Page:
Laurel Arnell-Cullen has been skirting around the darker edges of the indie-pop world for a few years now, but her debut album Dogviolet, released just a couple of weeks ago, allows the Southampton-born singer-songwriter to really establish her modus operandi; fierce, angry themes are accompanied by rugged, bluesy riffs tempered by a more contemporary pop sensibility and this approach translates with ease on the Soup Kitchen’s basement stage in Manchester’s Northern Quarter.
Tonight is only the second date of a long European tour and proceedings are not quite as polished as they could be, but this is actually one of the pleasing attributes of the evening; Laurel Arnell-Cullen has a convivial stage presence and after the slow-burning ‘All Star’ kicks off the night she provides personal observations and extended introductions to much of the setlist, which ultimately has to be shortened due to this, although a self-tuning guitar doesn’t help! 2016’s ‘San Francisco’ transports us back to an earlier incarnation; smoky and brooding, there’s a little bit of Lana Del Rey in the smoldering vocals, but there is less ambiguity in the themes and an accessible simplicity to the musical incisions.
‘Love Sick’ and ‘Hold Tight’ come next. Coming from the new record, they provide evidence of the shift towards a more distinctive style, both musically and vocally. More reverb and a lower timbre contribute to downbeat themes which are eminently satisfying. The mid-section of the evening sees Laurel ditch the band for a couple of songs and this is sadly not as successful as the rest of the show. This is not entirely the fault of the singer-songwriter; ‘Sun King’ is a sparse lament punctuated by discordant guitar but the desolate tone is unfortunately ruined by a couple of loud, obnoxious people towards the front of the stage, clearly disturbing the flow and intensity of the song.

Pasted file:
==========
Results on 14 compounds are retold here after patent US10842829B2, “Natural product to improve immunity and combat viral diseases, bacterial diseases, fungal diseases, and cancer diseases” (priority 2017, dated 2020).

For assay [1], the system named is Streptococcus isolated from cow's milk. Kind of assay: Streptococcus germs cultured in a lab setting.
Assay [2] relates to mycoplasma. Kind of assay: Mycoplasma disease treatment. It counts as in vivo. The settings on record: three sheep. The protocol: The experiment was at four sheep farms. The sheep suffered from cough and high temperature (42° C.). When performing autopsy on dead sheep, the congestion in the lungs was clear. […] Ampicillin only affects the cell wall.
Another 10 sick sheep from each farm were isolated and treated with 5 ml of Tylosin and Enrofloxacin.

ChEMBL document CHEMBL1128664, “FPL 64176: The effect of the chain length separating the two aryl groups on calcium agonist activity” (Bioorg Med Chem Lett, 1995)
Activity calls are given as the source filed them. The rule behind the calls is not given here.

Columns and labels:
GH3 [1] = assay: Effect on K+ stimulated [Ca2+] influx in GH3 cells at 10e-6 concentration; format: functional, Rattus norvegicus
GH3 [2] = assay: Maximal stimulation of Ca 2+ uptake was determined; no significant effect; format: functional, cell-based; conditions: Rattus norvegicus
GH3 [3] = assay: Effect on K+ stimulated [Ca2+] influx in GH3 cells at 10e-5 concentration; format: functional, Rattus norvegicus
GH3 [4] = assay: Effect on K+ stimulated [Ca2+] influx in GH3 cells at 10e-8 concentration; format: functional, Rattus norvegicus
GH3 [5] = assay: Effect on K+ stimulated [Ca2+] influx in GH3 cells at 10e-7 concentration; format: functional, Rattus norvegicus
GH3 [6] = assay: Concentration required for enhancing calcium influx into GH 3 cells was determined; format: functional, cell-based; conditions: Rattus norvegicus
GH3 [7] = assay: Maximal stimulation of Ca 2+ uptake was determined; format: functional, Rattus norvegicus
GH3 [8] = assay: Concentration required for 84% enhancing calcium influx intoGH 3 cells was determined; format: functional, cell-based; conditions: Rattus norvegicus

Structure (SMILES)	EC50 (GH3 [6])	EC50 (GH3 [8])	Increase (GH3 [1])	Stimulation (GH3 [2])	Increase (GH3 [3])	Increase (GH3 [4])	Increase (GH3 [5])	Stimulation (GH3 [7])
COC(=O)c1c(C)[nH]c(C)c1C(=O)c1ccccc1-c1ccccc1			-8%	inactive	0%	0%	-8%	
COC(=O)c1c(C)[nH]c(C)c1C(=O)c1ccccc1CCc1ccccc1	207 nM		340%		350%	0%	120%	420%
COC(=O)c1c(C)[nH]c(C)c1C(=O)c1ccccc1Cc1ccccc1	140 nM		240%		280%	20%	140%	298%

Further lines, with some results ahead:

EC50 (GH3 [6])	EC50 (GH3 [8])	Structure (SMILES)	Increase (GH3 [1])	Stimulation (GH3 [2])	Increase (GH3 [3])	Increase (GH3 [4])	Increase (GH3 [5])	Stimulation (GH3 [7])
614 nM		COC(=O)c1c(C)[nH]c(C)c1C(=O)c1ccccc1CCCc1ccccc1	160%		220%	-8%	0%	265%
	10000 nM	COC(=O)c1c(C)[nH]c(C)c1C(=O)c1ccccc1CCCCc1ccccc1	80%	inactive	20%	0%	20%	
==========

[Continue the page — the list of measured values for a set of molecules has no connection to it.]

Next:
The unwanted disturbance continues to be a distraction but Laurel welcomes back the band and the crunching brilliance of ‘Same Mistakes’ manages to suppress the ignoramuses with its bruising intensity, complimented by a cracking chorus. The track highlights the vital role her band plays; guitarist Polly Money deserves a special shout-out. Not only does she provide delicious backing vocals lending real depth to Laurel’s gritty amplitude but her lead guitar is an absolute dream. Clean, sweeping tones flow amidst Laurel’s crunching incisions and this is never more the case than with ‘Adored’ and ‘Life Worth Living’. Bluesy, bellicose and brilliant, yet still retaining that pop sensibility that makes Laurel so accessible, it’s a brilliant conclusion to the evening, demonstrating the potential this young artist has. Personable, funny and honest, Laurel has managed to package her distinctive songwriting skills into a hugely satisfying musical style all of her own.